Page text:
Spanking the monkey. Adjusting the pink curtains. Jerkin' the gherkin. Slapping the oyster. Beef strokenoff. While we all love a good euphemism for masturbation, it's not something that most people talk about freely. This has given rise to a lot of misinformation, particularly when it comes to health. So is self-gratification good for you? Or do abstainers have the right idea?
Tagged With sexual health
As if there weren’t enough sexually transmitted diseases to worry about, Mycoplasma genitalium is now being more closely scrutinised by public officials. A British sexual health organisation recently released new guidelines for stopping it from becoming the next superbug, and the least we can do is be aware that it exists.
Nope, we're not talking about putting your penis in your lady's arsehole. We're talking about stimulating your arsehole. If you're like many straight guys, your interest in this article just plummeted. Lots of straight men are turned off by the idea of anal play (to be fair, many bi and gay men are too), and as a result are missing out on a whole world of fun. Today we're here to convince you that it's time to stop ignoring your arse.
Our Bodies, Ourselves began as a pamphlet on women's health in the early 1970s, but soon became the go-to textbook for every young (and old) person with questions about anything to do with puberty, sex, even relationships. The book has been released and updated in numerous editions over the decades, but all good things must come to an end; the non-profit responsible for OBOS has just announced that they are shifting to a volunteer-only model, which means that updates will be few and far between.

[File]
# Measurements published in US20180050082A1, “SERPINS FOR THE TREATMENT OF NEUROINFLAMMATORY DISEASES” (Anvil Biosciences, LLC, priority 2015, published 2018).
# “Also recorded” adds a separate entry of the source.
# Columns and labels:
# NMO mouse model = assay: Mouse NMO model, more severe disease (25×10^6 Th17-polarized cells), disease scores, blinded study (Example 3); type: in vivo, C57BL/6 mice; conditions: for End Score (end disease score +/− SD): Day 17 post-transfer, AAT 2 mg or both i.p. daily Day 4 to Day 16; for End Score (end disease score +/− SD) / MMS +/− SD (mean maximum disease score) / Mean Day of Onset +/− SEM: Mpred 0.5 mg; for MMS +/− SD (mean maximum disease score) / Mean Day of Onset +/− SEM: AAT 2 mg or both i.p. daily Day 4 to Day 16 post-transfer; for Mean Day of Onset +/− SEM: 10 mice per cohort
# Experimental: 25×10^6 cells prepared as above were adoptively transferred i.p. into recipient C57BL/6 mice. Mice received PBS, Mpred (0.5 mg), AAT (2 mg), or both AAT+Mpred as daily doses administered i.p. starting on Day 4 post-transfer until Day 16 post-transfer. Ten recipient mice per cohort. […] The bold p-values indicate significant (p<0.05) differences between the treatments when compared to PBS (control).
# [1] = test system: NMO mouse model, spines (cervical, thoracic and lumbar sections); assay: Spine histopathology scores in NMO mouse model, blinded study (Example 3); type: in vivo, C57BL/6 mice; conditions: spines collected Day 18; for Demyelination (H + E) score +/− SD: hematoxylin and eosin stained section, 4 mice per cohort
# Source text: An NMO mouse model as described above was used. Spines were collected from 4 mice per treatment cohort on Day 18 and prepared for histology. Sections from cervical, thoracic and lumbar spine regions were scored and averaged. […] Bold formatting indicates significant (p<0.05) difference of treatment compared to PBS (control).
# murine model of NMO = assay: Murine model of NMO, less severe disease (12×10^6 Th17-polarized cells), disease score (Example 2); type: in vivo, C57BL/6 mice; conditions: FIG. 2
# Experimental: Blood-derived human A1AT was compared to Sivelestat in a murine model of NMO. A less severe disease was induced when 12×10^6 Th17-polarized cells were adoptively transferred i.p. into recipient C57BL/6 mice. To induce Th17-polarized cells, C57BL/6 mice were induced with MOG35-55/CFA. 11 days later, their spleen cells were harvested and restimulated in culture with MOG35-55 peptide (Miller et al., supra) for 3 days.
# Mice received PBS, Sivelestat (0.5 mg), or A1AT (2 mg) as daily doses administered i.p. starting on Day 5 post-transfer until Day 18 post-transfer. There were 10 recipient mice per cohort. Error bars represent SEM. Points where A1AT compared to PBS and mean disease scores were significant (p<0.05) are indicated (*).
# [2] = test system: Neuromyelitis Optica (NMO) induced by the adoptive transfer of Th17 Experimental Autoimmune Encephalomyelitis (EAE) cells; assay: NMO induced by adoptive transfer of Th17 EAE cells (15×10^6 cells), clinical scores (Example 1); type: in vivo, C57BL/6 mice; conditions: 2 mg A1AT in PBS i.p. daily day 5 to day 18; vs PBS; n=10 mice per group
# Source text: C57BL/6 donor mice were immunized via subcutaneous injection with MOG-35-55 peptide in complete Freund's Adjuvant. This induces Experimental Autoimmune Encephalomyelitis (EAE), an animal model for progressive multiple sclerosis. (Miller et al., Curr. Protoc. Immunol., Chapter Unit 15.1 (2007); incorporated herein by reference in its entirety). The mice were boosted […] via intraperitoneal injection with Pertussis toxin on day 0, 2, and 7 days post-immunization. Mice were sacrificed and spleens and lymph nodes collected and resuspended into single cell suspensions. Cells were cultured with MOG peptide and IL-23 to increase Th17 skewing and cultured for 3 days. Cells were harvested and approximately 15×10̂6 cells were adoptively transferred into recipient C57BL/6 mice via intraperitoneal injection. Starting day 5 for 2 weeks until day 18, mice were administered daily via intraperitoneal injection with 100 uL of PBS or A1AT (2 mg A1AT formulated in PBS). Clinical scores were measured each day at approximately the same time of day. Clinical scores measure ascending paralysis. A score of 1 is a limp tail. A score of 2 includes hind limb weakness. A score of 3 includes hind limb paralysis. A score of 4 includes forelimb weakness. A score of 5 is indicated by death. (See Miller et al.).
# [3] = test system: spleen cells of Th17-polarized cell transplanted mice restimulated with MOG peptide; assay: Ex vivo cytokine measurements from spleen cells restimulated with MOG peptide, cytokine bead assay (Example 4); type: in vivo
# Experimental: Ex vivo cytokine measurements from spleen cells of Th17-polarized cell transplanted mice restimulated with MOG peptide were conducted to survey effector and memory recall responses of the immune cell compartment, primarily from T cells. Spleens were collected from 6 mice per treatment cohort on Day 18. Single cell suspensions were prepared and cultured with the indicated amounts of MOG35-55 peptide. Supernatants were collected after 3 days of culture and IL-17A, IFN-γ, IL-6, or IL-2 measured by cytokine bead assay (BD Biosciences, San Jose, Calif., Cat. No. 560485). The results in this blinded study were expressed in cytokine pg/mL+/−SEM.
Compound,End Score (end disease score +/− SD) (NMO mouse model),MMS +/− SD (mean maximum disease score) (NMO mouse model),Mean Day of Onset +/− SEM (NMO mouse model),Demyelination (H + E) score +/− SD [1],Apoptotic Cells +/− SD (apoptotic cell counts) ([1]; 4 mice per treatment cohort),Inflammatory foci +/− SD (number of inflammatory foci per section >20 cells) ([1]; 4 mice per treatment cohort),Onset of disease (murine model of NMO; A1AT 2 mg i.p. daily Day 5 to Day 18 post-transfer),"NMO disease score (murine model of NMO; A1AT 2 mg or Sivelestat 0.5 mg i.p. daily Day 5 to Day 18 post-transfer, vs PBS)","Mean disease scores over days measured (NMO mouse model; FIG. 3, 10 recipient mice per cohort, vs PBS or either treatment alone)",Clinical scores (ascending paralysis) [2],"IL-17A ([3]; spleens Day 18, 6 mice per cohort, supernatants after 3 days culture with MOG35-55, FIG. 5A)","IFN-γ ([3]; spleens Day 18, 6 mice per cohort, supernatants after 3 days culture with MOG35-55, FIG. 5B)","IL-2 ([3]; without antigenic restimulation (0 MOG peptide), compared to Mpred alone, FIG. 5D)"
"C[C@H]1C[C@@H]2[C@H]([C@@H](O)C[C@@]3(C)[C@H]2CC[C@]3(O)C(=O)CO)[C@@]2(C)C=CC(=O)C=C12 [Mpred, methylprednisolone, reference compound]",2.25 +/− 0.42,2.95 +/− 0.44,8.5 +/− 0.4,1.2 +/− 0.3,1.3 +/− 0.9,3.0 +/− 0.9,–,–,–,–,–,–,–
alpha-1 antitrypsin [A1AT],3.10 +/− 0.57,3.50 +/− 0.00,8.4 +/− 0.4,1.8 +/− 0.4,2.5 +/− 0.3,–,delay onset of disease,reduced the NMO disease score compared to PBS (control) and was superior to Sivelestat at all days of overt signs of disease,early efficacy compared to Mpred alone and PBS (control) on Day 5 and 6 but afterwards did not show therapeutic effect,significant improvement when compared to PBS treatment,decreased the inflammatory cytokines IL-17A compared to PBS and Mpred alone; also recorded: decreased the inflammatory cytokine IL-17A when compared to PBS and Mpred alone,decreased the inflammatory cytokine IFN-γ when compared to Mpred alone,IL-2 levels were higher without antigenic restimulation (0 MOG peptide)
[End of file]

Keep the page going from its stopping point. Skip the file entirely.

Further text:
Some people have problems that require delicate advice from a qualified professional. Others just need a random a guy on the internet to kick 'em in the teeth (with honesty, that is). I'm the latter. Welcome back to Tough Love.
You've got problems, I've got advice. This advice isn't sugar-coated -- in fact, it's sugar-free, and may even be a little bitter. Welcome to Tough Love.
Dear Lovehacker, I've been living with my boyfriend for over a year now. Everything had been great until these past few weeks. He's been distant and preoccupied, not answering my calls, taking hours to get back to me, coming home late, and so on. Last week after I worked the graveyard shift, I came home and found sex toys in the shower (dildos). He said he used it on himself...
It's women who get pap smears on the regular, and girls who are more likely to be up-to-date on their human papillomavirus (HPV) vaccines -- but a new study confirms that the virus puts men at risk, too. Men were six times more likely than women to have a high-risk type of HPV in their mouth or throat, where it can cause oropharyngeal cancer.
Clue, one of the best period tracking apps out there, just added a new feature: You can now keep track of whether you've taken your birth control pills, and Clue will tell you what to do if you missed a dose.
V-juice, vovey-goo, vu-dew… there are many ways to describe the natural fluid that comes out of the vagina. It varies in consistency, texture, smell, taste and volume in the same woman from day to day, week to week, month to month and beyond. So what's "normal" vaginal discharge and what’s not? We take a look at the science.
After unprotected sex, you know that emergency contraception is possible if you get it in a hurry. Something similar is available for HIV: post-exposure prophylaxis, begun within 72 hours, can reduce the chance of contracting the virus.
Some of the people who need emergency contraception the most are the people who might be the most embarrassed (or have the hardest time) going and buying it themselves. What you might not realise: since it's over the counter, you -- as a friend, partner, or parent -- can do that person a favour and buy it for them.
If the condom broke, if you missed a pill, if you were assaulted and you're worried that a baby might result, you may still have time to prevent that pregnancy. You have to act fast (within days), and you have three options: an over-the-counter pill, a prescription pill, or a copper IUD. Any of these, taken in time, have a good chance of preventing pregnancy.